Malibu commercial vacancies hit double digits


The hardest hit are office spaces for rent. Attributed to the large commercial space available, according to a local broker’s survey, are the recession and pursuit of luxury stores.

By Olivia Damavandi / Assistant Editor

Controversy has erupted over the condition of Malibu’s commercial real estate market, sparked by the results of a survey conducted by local broker Tony Dorn that were released earlier this week.

The survey indicates a significant increase in vacant commercial space, stating overall office vacancy (including sublets) at 16 percent, and overall retail vacancies at 8 percent. In Malibu, office space vacancy has not hit a double-digit percentage since the mid 1990s, and retail vacancy for the past 10 years has not exceeded three percent, Dorn said Tuesday in a telephone interview.

Dorn has been conducting the survey for at least years and updates it twice per year.

The increased vacancies in the office sector have been caused by the recession, which has shrunk businesses and forced them to eliminate any unnecessary expenses, Dorn said. But, he added, the retail occupancy has declined due to some owners of local shopping centers pursuing luxury tenants by asking for $15 per square foot in rent, plus another $3 per square foot for common area maintenance.

“The retail sector may be stable, but the climb to an 8 percent vacancy means we’re headed in the wrong direction,” Dorn said. “The pressure on tenants in Malibu is extraordinary; sales have been going down while rents have been going up.”

Numerous residents have expressed disappointment at the ongoing exodus of local businesses-such as Mexican restaurant Casa Escobar, Pet Headquarters, the Salon at Malibu Creek, The Dume Room and Point Dume Chinese Restaurant, among others-and the continuous influx of luxury retail stores at local shopping centers.

However, some center owners have worked to retain local businesses.

Malibu Lumber Yard owners Richard Weintraub and Richard Sperber made a deal with the city, from whom they rent the mall’s property, to set aside 3,000 square feet to local businesses at a lower rent. The Country Mart has worked with John’s Garden, Bernie Safire and others to help them be able to stay at their locations by reworking space layouts for their businesses, therefore keeping the rent down.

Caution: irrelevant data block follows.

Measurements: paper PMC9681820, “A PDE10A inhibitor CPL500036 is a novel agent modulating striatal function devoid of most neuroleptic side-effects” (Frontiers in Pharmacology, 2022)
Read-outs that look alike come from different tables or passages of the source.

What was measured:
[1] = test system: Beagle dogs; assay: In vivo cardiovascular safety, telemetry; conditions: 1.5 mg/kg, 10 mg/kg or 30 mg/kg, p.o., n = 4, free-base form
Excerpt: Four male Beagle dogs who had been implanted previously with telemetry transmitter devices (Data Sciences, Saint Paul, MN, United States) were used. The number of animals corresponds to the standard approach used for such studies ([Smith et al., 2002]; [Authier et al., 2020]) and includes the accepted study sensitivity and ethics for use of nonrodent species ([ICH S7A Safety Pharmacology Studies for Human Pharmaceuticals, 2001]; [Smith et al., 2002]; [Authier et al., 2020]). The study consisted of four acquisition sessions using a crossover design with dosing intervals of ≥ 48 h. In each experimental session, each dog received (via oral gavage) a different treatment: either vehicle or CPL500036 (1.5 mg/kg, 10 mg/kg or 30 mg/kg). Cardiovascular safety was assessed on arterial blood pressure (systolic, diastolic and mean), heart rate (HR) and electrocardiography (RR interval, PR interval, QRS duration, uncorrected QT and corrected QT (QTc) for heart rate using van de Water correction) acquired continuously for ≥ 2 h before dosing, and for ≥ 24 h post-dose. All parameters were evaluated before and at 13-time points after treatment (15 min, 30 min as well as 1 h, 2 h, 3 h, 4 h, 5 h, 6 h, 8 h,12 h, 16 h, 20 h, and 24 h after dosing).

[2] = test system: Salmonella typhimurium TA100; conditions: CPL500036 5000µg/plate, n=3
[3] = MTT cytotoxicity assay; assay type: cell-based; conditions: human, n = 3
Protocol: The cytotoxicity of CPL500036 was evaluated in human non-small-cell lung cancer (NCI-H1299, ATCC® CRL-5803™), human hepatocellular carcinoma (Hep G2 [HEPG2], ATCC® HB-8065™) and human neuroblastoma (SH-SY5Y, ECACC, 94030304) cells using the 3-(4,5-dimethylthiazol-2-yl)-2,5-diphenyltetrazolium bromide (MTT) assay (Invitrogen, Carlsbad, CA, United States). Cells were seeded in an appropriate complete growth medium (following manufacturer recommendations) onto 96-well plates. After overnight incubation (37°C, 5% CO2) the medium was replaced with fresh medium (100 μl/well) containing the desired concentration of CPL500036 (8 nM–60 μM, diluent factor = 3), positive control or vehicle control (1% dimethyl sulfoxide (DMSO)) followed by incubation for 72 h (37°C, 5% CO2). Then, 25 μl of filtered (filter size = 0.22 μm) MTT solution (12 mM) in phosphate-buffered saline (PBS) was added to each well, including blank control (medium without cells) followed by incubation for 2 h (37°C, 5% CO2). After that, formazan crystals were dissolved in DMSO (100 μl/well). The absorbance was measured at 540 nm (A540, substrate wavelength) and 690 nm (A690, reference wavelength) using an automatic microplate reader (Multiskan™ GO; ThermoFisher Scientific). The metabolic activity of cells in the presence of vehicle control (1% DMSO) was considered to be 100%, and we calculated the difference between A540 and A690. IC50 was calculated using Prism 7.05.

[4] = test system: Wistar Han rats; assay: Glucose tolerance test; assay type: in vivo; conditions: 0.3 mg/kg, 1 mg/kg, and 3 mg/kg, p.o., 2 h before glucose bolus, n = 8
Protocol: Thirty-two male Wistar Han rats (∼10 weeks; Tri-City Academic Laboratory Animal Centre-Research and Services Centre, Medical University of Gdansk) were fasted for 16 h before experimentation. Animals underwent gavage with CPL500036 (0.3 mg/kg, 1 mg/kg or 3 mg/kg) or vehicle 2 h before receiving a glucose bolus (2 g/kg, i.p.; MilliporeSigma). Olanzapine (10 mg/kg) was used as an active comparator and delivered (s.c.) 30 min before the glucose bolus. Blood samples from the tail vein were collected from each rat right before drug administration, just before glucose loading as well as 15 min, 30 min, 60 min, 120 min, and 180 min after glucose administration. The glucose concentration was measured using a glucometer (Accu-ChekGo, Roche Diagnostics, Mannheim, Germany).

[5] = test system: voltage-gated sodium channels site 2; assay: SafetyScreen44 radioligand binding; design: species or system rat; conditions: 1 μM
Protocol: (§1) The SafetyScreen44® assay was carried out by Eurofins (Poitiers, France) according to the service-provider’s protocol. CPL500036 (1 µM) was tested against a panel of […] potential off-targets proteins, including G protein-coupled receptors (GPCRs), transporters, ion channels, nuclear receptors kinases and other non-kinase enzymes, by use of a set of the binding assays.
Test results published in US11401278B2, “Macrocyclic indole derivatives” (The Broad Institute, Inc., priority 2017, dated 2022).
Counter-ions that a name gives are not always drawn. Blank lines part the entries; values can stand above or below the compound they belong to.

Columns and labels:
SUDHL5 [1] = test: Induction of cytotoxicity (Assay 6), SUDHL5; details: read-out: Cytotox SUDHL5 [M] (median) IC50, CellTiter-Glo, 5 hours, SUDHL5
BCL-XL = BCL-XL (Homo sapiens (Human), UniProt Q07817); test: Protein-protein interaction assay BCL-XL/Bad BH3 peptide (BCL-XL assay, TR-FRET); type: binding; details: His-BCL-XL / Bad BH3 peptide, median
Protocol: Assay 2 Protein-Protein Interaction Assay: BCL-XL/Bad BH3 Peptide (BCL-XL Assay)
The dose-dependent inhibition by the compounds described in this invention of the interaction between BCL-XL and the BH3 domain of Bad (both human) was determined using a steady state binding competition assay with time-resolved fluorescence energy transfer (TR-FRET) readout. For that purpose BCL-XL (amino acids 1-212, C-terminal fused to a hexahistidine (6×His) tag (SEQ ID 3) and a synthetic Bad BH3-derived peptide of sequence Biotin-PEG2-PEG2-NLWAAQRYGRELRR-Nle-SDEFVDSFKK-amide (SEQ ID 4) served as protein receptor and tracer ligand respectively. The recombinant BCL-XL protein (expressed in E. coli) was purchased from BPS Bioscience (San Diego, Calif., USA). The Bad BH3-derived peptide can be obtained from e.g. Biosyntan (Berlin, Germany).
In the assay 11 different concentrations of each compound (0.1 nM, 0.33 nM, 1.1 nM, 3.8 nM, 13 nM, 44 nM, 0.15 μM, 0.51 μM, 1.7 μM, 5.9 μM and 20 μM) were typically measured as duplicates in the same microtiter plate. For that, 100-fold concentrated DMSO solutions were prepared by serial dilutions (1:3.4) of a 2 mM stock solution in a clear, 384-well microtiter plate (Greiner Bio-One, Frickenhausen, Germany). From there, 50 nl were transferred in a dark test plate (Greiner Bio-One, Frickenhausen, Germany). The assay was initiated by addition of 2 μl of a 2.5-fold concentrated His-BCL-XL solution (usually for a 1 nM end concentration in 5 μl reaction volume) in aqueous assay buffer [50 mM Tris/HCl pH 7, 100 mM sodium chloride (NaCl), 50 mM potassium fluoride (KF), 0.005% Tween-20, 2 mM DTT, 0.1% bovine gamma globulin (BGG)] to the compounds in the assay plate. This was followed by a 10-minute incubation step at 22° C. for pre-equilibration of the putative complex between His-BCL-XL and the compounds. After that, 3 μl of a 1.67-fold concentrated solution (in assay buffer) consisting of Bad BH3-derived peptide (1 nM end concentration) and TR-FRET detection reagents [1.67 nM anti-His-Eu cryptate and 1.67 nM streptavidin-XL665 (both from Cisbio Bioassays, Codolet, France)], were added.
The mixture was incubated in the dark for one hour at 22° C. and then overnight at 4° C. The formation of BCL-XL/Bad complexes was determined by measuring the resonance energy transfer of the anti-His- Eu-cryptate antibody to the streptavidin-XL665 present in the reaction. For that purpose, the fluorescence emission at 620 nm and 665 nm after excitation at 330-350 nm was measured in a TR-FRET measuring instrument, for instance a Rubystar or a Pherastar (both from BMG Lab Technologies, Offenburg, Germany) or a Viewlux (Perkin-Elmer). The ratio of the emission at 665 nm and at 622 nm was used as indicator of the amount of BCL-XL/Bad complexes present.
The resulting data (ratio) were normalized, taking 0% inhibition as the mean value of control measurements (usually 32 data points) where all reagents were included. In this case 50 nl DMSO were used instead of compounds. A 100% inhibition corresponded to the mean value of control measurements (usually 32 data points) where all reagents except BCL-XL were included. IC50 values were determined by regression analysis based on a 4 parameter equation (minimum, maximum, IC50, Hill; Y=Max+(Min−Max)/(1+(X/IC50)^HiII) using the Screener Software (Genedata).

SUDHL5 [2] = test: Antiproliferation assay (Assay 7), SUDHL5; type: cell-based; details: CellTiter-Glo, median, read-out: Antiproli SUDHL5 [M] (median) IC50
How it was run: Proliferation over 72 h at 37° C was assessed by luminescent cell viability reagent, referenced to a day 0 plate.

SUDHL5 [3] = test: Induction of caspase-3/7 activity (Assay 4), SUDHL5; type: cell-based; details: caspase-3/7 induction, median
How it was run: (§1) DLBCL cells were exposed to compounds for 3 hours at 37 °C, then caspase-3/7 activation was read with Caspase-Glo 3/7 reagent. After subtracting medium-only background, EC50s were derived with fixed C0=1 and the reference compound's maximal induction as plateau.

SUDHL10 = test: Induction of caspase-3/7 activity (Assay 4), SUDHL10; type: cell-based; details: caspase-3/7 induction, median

“Most people in my industry would say luxury is dead,” Dorn said. “It’s not economical.”

Other brokers, however, say the results of Dorn’s survey do not project an accurate depiction of the Malibu’s commercial real estate market.

“It looks like there’s vacancy at Malibu Village (formerly known as Cross Creek Shopping Plaza) because what’s happening behind the scenes is we’re having lawyers negotiate grueling leases,” Jay Luchs, who handles leases for Malibu Village and Malibu Lumber Yard, said Tuesday in a telephone interview. “In January we are probably going to announce five new leases.”

After the departure of several former tenants who this year were forced to leave due to increased rent prices, the majority of Malibu Village has remained vacant. In order to attract more tenants, Missoni-the first new tenant signed after the center’s ownership changed-was given more than three months of free rent, Luchs said.

Luchs admitted that luxury tenants were sought to move into Malibu Village in 2007 at the height of the market “when rents were skyrocketing,” but said, “We don’t feel like it has to be luxury anymore, we feel it should be more mainstream and cater to a wider local and tourist clientele.”

At present in Malibu Village, luxury retail brand Missoni will replace the former Ben & Jerry’s ice cream shop, True Religion will move into the former Fast Frames space, and Grom Gelato and a brand name retail store that also sells vintage clothing will divide the space that housed Pet Headquarters.

If all goes as planned, a salad concept will occupy the former Salon at Malibu Creek and the former Pritchett-Rapf office will be replaced with another retail store Luchs said will “put smiles on people’s faces and cater to the local community.” Negotiations are also taking place for another restaurant to occupy the space that housed Casa Escobar, he said.

“Everyone seems to feel like [the commercial real estate market] can’t get worse than it was from September 2008 to September 2009,” Luchs said. “Now we’re at a place again where there are multiple offers for one space. I haven’t had that in a year. I hope and believe we’re slowly coming back.”